Quark–gluon plasma is a very hot and dense state of matter wherein the fundamental components—quarks and gluons—are not limited inside composite particles known as hadrons, as they are in the neutrons and protons that compose the nuclei of atoms.
A lead–lead collision event recorded by ALICE in 2015. Image Credit: ALICE collaboration.
Believed to have been present in the early universe, this unusual phase of matter can be refabricated in collisions between lead nuclei at the Large Hadron Collider (LHC).
A new study from the international ALICE partnership at the LHC explores how various bound states of a charm quark and its antimatter equivalent, also formed in these collisions, are impacted by quark–gluon plasma.
The findings pave the way to new avenues for exploring the powerful interaction—one of the four central forces of nature—in the highest temperature and density environments of quark–gluon plasma.
Bound states of a charm quark and a charm antiquark, called charmonia or concealed-charm particles, are fastened by the powerful interaction and are exceptional probes of quark–gluon plasma.
In the plasma, their production is curbed because of “screening” by a large number of quarks and gluons present in this shape of matter. The screening, and consequently the suppression, increases with the plasma’s temperature and is estimated to impact different charmonia to different degrees.
For example, the creation of the ψ(2S) state, which is ten times more weakly bound and 20% more enormous than the J/ψ state, is believed to be more inhibited than that of the J/ψ state.
This hierarchical suppression is not the solitary destiny of charmonia in quark–gluon plasma. A huge number of charm quarks and antiquarks in the plasma—up to approximately a hundred in head-on collisions—also creates a mechanism, known as recombination, that develops new charmonia and opposes the suppression to some extent.
This process is predicted to rely on the momentum and type of the charmonia, with the more weakly bound charmonia perhaps being created through recombination later in the evolution of the plasma, and charmonia with the lowest (transverse) momentum have the maximum recombination rate.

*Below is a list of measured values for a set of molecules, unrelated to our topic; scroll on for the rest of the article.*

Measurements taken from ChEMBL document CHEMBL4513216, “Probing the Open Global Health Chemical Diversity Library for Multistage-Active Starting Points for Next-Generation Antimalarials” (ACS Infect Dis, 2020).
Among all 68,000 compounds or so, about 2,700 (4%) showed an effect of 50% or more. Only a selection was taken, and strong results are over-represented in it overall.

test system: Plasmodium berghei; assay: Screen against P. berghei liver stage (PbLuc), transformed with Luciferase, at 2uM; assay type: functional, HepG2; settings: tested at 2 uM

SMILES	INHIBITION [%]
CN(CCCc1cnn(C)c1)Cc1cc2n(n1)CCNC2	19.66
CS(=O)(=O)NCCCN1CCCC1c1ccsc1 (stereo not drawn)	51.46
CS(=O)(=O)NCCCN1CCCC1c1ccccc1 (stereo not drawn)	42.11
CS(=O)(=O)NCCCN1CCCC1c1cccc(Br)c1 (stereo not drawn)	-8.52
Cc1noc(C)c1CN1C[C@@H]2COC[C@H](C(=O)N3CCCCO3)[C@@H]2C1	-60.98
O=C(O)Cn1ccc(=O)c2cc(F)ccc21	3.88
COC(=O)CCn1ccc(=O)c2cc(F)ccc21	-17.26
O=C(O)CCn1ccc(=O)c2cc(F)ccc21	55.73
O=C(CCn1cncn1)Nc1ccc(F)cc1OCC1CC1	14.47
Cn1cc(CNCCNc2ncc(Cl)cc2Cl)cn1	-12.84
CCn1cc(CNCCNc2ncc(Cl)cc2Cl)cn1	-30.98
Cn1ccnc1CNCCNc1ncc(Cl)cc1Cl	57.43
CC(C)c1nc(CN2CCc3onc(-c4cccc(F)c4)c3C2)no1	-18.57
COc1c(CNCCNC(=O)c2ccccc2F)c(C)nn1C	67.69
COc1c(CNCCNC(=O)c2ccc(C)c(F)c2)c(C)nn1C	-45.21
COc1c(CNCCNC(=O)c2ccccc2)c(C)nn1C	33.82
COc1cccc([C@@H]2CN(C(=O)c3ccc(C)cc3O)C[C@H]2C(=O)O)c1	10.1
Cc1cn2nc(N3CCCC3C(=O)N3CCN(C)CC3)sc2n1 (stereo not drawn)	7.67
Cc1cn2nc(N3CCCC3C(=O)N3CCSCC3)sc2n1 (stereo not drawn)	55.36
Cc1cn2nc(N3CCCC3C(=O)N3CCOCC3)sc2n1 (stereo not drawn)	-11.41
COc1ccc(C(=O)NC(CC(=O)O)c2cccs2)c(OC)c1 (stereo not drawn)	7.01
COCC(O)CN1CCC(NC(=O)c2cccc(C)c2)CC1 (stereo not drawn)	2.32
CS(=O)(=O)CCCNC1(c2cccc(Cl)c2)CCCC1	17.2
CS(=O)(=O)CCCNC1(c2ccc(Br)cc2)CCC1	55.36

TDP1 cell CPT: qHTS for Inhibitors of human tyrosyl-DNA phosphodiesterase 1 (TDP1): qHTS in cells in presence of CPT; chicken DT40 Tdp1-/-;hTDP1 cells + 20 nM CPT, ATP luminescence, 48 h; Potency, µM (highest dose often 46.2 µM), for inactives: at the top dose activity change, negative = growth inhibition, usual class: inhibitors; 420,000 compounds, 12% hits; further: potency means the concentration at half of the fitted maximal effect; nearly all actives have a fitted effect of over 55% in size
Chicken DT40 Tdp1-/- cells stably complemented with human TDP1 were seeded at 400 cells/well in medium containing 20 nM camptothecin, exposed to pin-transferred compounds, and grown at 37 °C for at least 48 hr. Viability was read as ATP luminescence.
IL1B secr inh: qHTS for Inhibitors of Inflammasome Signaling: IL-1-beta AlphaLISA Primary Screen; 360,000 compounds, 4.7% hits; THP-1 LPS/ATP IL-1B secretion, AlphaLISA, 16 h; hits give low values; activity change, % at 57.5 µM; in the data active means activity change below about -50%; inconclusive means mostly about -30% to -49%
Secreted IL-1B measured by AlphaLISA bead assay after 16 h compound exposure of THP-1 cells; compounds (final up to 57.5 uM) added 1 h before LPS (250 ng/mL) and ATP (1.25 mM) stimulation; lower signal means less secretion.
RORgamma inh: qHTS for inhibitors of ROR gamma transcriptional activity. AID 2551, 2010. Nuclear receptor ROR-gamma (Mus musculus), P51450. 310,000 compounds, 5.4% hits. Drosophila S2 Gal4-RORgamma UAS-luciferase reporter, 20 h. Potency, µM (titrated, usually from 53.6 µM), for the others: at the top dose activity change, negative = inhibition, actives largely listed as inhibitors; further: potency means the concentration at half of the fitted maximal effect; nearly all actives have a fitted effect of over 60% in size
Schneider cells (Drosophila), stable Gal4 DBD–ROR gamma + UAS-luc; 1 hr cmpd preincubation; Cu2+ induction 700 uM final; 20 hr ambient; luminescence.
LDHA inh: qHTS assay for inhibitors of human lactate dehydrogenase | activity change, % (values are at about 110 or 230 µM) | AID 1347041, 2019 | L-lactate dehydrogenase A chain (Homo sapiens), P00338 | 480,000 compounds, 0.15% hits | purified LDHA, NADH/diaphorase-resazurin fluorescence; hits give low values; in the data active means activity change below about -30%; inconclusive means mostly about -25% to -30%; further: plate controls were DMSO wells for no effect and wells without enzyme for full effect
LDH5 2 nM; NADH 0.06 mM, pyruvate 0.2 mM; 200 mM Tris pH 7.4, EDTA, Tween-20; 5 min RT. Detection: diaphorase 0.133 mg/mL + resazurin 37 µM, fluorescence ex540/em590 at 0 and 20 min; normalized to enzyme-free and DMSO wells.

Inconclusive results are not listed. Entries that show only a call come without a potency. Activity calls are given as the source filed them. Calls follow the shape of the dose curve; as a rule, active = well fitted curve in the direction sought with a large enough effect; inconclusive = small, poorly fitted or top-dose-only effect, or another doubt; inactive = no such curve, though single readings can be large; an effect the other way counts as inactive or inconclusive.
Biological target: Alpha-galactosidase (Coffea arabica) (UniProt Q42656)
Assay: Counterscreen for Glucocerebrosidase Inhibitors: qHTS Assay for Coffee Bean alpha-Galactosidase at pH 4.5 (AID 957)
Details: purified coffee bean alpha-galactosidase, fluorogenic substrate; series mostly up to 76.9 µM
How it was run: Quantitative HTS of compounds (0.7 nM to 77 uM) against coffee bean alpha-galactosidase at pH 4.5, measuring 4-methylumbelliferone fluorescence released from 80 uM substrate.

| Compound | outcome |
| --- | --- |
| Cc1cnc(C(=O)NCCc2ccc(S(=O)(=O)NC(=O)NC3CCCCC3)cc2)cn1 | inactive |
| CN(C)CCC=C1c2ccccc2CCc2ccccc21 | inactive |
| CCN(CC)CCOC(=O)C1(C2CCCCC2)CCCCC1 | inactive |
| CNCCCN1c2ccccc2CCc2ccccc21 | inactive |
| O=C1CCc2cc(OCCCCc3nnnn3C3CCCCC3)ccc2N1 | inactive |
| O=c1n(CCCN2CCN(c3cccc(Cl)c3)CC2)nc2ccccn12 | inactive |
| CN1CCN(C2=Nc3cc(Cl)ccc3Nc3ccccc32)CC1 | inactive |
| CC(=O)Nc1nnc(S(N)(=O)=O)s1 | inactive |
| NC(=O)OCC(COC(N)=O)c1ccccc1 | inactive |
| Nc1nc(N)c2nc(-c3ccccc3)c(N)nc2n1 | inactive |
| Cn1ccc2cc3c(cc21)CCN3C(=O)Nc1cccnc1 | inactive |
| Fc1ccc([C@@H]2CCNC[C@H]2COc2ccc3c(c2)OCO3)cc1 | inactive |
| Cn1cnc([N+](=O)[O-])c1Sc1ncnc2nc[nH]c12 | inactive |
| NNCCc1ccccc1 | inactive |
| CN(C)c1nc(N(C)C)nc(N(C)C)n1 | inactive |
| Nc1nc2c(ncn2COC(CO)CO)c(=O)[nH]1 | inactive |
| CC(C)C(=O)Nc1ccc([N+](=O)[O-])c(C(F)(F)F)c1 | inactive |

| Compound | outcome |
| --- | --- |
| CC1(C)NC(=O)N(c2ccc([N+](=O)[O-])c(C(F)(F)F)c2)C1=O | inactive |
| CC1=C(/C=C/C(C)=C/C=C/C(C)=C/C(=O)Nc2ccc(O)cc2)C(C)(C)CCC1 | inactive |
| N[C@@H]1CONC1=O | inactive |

Earlier studies, which utilized data from CERN’s Super Proton Synchrotron and then from the LHC, have demonstrated that the creation of the ψ(2S) state is more suppressed than that of the J/ψ. ALICE has also earlier provided proof of the recombination mechanism in J/ψ creation.
However, so far, there have been no studies of ψ(2S) production at low particle momentum that had been sufficiently precise to deliver decisive results in this momentum regime, thwarting a full picture of ψ(2S) production from being acquired.
The ALICE collaboration has released the first measurements of ψ(2S) creation down to zero transverse momentum, established on lead-lead collision data from the LHC gathered in 2015 and 2018.
The measurements reveal that, irrespective of particle momentum, the ψ(2S) state is inhibited around two times more than the J/ψ. This is the first time that a distinct hierarchy in suppression has been detected for the complete production of charmonia at the LHC. The LHC partnerships reported a comparable observation for bound states of a bottom quark and its antiquark.
When additionally explored as a function of particle momentum, the ψ(2S) suppression is observed to be decreased toward lower momentum. This characteristic, which ALICE earlier saw for the J/ψ state, indicates the recombination process.
Higher-precision studies of these and other charmonia in the future using data from LHC Run 3, which started in July, may result in a conclusive understanding of the adaptation of hidden-charm particles and, consequently, of the robust interaction that grips them together, in the extreme atmosphere of quark–gluon plasma.